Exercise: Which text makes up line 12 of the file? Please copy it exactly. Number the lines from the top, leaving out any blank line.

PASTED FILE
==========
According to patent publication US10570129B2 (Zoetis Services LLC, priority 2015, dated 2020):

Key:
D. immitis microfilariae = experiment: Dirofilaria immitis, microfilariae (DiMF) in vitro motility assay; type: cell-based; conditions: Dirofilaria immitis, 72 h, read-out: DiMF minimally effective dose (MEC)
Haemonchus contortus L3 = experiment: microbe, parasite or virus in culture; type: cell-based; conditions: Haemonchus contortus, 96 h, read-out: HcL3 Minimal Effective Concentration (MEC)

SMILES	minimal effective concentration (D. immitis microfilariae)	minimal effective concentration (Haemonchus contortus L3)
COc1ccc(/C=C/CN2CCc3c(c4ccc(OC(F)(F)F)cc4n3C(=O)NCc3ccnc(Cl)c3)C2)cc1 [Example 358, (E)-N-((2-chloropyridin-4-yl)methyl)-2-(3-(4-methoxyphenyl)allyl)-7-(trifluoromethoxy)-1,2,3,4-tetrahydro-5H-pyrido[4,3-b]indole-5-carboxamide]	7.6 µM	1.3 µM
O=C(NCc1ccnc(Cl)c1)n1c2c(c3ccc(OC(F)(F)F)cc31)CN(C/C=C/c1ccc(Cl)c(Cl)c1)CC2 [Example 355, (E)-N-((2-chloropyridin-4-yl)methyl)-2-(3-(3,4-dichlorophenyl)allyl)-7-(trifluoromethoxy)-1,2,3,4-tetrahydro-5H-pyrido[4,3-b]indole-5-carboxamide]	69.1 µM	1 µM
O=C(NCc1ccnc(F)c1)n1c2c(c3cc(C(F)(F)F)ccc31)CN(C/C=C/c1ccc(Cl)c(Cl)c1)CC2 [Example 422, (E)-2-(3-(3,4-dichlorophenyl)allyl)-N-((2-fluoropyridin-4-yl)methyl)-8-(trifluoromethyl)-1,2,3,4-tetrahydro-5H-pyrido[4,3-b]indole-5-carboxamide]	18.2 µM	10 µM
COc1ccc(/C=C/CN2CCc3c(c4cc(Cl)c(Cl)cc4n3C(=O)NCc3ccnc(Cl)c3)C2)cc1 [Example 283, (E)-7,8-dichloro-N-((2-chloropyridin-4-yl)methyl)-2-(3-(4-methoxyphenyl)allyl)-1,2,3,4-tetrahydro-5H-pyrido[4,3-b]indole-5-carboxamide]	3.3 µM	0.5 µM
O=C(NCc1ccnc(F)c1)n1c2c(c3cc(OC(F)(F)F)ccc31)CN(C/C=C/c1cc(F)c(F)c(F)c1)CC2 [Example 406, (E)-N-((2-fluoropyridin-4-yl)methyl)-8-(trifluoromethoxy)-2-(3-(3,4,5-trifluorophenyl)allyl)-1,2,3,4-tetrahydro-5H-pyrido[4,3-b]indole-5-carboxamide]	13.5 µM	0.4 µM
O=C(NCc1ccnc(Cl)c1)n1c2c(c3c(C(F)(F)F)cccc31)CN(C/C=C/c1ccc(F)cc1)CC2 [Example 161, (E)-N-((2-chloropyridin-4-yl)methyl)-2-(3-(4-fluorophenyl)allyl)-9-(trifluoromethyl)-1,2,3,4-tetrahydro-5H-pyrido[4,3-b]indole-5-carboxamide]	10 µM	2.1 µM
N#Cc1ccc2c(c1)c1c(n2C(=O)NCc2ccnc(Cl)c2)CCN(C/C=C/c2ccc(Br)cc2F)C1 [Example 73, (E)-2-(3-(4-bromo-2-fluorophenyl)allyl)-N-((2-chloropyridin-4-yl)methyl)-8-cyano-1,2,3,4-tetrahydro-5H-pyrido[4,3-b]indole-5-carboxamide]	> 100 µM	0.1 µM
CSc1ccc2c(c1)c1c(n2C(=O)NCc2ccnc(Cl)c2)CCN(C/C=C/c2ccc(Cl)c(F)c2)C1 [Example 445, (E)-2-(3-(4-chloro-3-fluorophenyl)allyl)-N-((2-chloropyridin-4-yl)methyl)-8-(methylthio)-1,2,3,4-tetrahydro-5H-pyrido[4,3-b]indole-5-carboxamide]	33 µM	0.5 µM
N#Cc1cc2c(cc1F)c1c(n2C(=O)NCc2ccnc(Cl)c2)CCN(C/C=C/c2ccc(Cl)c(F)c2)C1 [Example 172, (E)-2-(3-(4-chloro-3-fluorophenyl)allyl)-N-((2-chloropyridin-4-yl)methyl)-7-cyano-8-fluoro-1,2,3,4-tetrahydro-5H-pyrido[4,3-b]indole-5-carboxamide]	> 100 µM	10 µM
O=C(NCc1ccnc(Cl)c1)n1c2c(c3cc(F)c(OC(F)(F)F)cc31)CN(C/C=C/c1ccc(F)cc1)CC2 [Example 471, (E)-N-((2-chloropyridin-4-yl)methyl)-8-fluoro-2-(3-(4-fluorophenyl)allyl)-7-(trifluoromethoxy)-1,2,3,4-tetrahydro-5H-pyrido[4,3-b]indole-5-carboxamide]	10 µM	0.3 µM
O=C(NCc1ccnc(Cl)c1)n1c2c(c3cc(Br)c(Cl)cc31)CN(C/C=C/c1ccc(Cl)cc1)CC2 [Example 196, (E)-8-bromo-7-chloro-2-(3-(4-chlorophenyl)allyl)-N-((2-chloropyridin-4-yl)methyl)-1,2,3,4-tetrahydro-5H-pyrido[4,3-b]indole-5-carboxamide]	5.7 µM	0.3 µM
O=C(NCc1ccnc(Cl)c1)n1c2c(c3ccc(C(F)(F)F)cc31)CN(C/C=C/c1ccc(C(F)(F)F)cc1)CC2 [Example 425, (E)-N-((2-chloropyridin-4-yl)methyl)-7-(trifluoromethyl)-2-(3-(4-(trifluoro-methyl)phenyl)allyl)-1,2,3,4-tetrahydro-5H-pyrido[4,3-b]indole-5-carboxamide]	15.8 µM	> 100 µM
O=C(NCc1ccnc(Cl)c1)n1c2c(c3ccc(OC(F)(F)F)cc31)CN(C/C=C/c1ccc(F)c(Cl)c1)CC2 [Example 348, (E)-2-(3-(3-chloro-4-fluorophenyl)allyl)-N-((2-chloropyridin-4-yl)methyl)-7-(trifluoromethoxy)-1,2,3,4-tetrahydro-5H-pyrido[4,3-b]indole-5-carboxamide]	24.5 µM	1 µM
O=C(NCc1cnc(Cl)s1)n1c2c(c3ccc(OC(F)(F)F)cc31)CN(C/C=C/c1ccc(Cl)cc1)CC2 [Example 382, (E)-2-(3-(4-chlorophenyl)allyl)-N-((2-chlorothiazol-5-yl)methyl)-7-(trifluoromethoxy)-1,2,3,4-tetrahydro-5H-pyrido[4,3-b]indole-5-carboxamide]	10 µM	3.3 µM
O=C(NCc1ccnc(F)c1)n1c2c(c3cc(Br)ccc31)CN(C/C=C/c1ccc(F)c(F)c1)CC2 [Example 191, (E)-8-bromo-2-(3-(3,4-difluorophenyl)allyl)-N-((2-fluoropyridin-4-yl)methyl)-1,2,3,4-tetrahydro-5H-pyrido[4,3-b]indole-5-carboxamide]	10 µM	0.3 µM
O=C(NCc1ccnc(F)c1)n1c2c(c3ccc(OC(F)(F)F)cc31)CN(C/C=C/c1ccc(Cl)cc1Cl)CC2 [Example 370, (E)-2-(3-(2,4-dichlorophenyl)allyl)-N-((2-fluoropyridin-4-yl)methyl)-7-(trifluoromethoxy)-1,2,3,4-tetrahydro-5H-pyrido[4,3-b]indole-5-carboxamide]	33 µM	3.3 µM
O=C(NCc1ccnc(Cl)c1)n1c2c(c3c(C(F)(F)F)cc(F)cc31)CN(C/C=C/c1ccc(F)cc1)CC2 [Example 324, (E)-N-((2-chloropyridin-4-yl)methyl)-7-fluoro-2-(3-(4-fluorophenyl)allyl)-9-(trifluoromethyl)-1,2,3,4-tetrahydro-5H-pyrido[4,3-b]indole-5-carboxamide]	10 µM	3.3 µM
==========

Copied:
N#Cc1ccc2c(c1)c1c(n2C(=O)NCc2ccnc(Cl)c2)CCN(C/C=C/c2ccc(Br)cc2F)C1 [Example 73, (E)-2-(3-(4-bromo-2-fluorophenyl)allyl)-N-((2-chloropyridin-4-yl)methyl)-8-cyano-1,2,3,4-tetrahydro-5H-pyrido[4,3-b]indole-5-carboxamide]	> 100 µM	0.1 µM